At that point, well, all hell broke loose.

People poured onto the floor and fights seemed to be breaking out everywhere.

My assistant coaches, Daron Myers and Pete Hollon among them, were fending off people trying to get at me, and at one point formed a circle around me as we attempted to get our team to the locker room.

I remember that Craig’s father Brad, our film guy, forgo the ladder that led to his little crow’s nest where he’d been filming and basically jumped down to join the fray.

Finally, we made it downstairs to the locker room. Once there, we could hear people at the top of the steps yelling nasty things down to us. A group of our parents actually stood guard at the top of the stairs. I told my players to sit tight, that we’d have to wait this out until things calmed down. Soon after that, a local policeman came to tell us the same thing, that they were calling in some more enforcement to clear the gym.

My players didn’t even change into their street clothes. They just sat there waiting to be told what to do next.

Over an hour later the gym was eventually cleared, but a lot of people were still waiting for us in the parking lot. Soon, a plan was hatched. Our bus left the lot it was parked in and was brought around to the other side of the school. With a large group of our fans forming a tunnel, we snuck out through a side door and boarded our bus.

What happened next seems surreal even today. After we were all seated, the Sheriff of the county we were playing in got on the bus, stood at the front, and said this:

“You fellas better keep  your heads down until you get out of _______ County.”

Yep. That actually happened. I have witnesses.

On a related note, do you know how you can tell you have loyal assistant coaches? When, after hearing what the local sheriff just said, you have this discussion with one of them:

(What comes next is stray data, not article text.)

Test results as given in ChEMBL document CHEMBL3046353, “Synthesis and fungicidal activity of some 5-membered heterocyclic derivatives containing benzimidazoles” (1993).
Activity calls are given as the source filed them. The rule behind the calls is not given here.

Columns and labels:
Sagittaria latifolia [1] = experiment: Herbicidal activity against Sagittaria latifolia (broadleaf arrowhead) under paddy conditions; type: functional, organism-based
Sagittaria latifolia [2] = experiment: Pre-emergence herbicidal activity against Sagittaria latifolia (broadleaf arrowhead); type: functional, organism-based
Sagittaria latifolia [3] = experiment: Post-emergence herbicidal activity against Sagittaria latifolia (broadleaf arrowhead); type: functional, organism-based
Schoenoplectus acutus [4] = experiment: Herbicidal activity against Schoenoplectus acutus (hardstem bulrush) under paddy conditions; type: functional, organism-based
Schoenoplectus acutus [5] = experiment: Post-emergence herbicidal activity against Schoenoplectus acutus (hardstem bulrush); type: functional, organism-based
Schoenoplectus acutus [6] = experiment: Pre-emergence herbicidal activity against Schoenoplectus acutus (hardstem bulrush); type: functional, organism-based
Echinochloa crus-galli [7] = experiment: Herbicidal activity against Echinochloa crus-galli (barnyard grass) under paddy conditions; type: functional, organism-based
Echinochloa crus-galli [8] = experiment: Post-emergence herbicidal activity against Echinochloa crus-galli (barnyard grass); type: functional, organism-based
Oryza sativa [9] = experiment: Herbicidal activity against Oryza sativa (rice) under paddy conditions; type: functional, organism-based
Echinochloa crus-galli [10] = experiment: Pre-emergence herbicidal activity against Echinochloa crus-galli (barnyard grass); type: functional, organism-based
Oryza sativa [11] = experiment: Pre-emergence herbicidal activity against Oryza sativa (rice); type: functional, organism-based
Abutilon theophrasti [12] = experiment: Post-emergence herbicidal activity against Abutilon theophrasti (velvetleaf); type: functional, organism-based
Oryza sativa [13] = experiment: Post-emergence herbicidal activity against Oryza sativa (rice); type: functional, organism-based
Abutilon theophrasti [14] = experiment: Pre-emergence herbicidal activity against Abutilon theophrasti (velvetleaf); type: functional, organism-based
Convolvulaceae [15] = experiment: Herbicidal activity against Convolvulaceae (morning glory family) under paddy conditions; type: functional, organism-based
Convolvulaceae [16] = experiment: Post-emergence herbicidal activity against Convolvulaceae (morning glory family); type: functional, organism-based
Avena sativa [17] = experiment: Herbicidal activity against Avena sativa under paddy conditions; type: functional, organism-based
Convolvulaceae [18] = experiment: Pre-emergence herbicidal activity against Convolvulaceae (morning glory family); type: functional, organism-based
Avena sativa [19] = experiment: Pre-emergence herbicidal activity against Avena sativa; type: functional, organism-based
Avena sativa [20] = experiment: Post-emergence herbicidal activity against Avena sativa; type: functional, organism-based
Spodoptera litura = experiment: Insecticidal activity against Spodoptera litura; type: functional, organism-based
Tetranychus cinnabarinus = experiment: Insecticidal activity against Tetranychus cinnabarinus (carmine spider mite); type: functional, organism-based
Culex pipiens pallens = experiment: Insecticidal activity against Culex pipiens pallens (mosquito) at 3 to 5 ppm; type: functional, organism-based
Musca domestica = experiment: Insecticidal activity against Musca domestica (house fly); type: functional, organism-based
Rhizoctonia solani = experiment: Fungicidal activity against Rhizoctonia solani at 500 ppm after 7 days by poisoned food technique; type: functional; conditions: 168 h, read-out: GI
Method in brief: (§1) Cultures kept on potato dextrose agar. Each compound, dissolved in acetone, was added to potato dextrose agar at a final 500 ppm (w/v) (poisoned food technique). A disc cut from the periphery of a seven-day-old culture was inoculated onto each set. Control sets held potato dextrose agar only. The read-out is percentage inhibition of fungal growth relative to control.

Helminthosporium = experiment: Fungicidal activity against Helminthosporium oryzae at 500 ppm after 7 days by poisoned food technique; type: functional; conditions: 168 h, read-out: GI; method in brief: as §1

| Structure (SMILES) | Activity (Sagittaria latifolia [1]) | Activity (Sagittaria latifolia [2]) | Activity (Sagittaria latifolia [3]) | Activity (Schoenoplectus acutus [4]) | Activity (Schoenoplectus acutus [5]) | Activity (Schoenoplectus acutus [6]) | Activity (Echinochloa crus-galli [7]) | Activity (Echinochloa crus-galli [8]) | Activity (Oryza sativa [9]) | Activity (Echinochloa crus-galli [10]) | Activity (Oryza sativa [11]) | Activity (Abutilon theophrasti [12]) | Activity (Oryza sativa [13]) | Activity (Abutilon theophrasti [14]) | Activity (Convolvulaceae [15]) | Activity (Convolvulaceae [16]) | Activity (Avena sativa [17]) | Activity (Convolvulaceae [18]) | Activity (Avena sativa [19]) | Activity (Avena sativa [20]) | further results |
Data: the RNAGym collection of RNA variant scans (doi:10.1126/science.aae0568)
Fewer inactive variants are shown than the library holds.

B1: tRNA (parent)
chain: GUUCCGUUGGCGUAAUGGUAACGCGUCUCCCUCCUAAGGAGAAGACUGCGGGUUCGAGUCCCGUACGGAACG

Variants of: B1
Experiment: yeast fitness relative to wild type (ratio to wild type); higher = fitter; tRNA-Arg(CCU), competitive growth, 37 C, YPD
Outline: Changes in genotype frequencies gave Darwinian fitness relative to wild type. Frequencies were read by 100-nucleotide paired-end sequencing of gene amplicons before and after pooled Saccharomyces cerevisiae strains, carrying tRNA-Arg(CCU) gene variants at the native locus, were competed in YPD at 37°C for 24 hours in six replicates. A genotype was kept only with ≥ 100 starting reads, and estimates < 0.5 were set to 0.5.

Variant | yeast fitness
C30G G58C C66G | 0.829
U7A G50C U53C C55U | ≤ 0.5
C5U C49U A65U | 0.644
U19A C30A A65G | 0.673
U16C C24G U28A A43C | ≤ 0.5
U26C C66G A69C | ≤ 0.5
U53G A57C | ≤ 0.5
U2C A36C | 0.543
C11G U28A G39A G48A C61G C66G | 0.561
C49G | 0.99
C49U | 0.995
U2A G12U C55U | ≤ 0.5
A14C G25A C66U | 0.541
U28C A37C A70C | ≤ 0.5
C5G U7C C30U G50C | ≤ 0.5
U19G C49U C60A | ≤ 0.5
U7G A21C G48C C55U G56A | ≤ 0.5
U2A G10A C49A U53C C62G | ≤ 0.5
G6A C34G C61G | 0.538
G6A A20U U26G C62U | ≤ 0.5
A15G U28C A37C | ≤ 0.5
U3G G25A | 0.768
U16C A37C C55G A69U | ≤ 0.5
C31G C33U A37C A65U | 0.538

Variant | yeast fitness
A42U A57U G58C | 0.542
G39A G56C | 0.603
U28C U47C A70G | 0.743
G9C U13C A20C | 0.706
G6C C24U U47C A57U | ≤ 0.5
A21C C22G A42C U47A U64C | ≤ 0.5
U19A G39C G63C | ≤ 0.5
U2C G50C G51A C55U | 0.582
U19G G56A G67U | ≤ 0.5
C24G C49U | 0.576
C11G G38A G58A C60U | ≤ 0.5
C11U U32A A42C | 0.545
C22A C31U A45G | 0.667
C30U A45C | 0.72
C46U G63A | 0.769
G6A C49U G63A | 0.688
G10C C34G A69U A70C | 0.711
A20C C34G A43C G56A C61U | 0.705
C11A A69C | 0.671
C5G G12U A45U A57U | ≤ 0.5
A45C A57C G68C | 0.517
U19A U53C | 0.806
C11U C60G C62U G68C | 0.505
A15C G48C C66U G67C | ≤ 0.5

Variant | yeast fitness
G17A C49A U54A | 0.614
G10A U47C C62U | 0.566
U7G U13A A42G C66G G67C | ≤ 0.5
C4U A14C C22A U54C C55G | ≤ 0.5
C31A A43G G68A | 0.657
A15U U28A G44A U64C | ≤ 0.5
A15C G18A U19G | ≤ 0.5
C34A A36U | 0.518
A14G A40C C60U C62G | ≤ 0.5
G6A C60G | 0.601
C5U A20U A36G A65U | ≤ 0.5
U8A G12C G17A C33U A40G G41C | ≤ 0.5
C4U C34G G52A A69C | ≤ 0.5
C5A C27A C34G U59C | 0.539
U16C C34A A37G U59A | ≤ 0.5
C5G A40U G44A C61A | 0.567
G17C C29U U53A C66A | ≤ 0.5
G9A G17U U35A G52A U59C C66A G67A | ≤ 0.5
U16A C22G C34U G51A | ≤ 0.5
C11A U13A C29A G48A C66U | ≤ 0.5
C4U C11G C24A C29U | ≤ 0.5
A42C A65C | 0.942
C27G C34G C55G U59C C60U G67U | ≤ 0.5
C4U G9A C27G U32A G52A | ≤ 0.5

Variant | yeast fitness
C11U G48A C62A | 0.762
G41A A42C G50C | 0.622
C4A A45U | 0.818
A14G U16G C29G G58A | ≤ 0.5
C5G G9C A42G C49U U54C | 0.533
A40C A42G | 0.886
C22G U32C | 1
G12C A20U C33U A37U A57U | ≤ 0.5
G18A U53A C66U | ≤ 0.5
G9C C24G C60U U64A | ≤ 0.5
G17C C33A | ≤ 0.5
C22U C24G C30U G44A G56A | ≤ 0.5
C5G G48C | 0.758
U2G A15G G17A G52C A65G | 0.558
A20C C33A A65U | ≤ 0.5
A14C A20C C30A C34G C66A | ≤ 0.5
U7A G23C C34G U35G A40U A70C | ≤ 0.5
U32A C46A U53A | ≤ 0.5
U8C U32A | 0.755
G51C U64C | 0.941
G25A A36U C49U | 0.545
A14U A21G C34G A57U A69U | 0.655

Coach Myers: “Coach, switch places with me.”

Me: “Why?

Coach Myers: “You’d better get away from the window. They’ll be aiming for you.”

That’s loyalty, folks.

As we pulled out we were escorted, front and back, by several cars and trucks from Paint Valley. Behind our fans, in the back, followed a lot of cars that were not from Ross County. When we crossed into Ross County, those cars turned around and went back from whence they came.

You may not be surprised to learn that I got several phone calls the next day, most from angry fans threatening to beat my ass but with a few death threats thrown in for fun as well.

Good times, huh?

Our twice yearly regular season games with that opponent were cancelled for the foreseeable future, although the very next year we happened to draw them in the sectional tournament. Again, they couldn’t beat us.

Thank God it was on a neutral court.

Note: Folks from the school and opponent in question will most certainly have a different perspective regarding what happened that night, and they are certainly welcome to chime in if they feel the need.

 

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Comments
  1. Jay D says:

    My heart beats a little faster just thinking about it. And if you remember, the shirts we had made for our best fans had “AS NASTY AS WE WANNA BE” on the back. Mine is still in the cooset.

Gimme a holler.